Light and Darkness is a story about Tsuda and his wife, O-Nobu, who have been married about six months, and those around them: their relatives, Tsuda’s boss Mr. Yoshikawa, and his wife, Tsuda’s friend Kobayashi, and his former love Kiyoko. Most of them belong to the middle class. Only Kobayashi, Tsuda’s friend, is a poor journalist and professes himself a socialist and an outsider to respectable society. He feels the class prejudice and disdain of Tsuda and O-Nobu toward him. Tsuda and O-Nobu married for love. Tsuda suffered from Kiyoko’s sudden rejection and married O-Nobu on the rebound, while O-Nobu married him because she believed that she had seen his true nature and that she would be happy with him. They are leading an extravagant life, depending on monthly financial support from Tsuda’s father. Tsuda, however, has not told O-Nobu that the arrangement was made on the condition that Tsuda pays back a part of the sum from his bonus. Tsuda breaks his promise and falls into financial difficulties as his father stops his support.
The story, in its unfinished state, covers only about a fourteen-day period. Tsuda is told by the doctor that for a complete cure, he should have an operation for his fistula. He stays at the clinic for about a week after the operation, and then goes to a hot spring to see Kiyoko under the guise of convalescence.
Sōseki introduces Tsuda and O-Nobu and develops their relationship through the skilful use of dialogues. In Theory of Literature, Sōseki admires the conversation between Mr. and Mrs. Bennet at the beginning of Pride and Prejudice. He highly values Austen’s technique, which makes the conversation not only “the distillation of an entire life,” but also the foreshadowing of “potential transformation” (111). The latter function is very important because he believes that the changes caused in the face of fate come out of the “normal state” (111). He successfully embodies this idea in a famous scene, their first conversation, from chapter three of Light and Darkness, by showing the couple’s domestic routine, their respective natures, and their relationship, with the added suggestion of problems being hidden beneath their politeness. Their conversation is a typical one which occurs, with variations, throughout the novel:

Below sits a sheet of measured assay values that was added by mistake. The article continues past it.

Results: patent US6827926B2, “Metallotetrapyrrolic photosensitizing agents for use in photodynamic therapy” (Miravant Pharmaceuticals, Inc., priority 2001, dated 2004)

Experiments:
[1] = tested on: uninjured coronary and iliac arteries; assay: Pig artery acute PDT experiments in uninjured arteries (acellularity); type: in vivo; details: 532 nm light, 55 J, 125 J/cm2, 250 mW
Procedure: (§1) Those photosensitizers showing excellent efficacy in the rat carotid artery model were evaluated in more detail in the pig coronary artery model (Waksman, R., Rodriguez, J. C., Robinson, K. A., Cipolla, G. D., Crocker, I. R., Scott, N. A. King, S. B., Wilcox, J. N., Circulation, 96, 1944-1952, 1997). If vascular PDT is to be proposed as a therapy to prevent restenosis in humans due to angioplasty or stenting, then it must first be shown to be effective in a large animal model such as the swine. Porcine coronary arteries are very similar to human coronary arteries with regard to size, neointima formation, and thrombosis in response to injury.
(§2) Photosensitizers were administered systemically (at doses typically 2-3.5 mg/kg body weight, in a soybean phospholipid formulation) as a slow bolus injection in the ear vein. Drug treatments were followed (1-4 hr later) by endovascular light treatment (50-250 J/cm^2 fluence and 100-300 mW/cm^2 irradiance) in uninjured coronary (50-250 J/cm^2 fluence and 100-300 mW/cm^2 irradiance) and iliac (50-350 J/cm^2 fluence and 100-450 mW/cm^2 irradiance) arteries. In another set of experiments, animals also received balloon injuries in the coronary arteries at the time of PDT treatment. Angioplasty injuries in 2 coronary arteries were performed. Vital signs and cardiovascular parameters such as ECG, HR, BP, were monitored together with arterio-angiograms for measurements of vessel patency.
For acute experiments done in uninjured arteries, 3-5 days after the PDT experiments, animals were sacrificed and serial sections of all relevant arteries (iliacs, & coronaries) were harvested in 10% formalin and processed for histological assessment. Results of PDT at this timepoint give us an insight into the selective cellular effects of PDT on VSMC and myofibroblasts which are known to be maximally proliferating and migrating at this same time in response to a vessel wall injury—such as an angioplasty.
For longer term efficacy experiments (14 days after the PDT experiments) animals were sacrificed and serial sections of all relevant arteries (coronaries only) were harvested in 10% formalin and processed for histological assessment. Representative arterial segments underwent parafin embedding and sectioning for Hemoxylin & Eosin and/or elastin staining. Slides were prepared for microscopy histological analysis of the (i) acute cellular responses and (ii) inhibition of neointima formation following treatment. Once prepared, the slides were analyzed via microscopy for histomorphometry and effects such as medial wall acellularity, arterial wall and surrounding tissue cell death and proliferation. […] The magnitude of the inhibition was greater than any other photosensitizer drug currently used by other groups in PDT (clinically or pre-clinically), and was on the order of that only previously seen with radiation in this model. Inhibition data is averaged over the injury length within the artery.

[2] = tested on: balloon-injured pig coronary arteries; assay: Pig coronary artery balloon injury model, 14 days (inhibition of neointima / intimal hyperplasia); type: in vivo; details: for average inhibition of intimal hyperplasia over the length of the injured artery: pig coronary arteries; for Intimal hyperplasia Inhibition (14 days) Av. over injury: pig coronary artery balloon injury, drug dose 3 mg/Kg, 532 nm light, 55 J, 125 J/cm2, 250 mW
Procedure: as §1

As he turned the corner and entered the narrow lane, Tsuda recognized his wife O-Nobu standing in front of their gate. She was looking his way, but as soon as his shadow emerged from the corner she turned to face straight ahead. She then placed her delicate white hands on her forehead as if shading her eyes, and appeared to be looking up at something. She did not change her position until Tsuda had come very close to her.
“Well, what are you looking at?”
As soon as O-Nobu heard his voice, she turned to him in great surprise.
“Oh, you startled me!―But I’m glad you’re back.”
As she spoke, she brought together all the brilliance her eyes possessed and cast the full force of it on him. Then she leaned forward somewhat and bowed slightly.
Tsuda half attempted to respond to his wife’s coquetry and half held back hesitatingly.
“What on earth were you doing standing there?”
“I was waiting for you.”
“But weren’t you looking at something very intently?”
“Yes―those sparrows. They’re building a nest in the eaves of the second storey of the house across from us.”
He glanced up briefly at the roof of the house across from them, but he could not see a trace of anything resembling a sparrow. O-Nobu immediately put out her hand in front of him.
As if he had noticed it for the first time, Tsuda handed her the cane he was carrying. After taking it, she opened the lattice door of the entrance by herself and let him go in first. Then she followed him into the house. (4)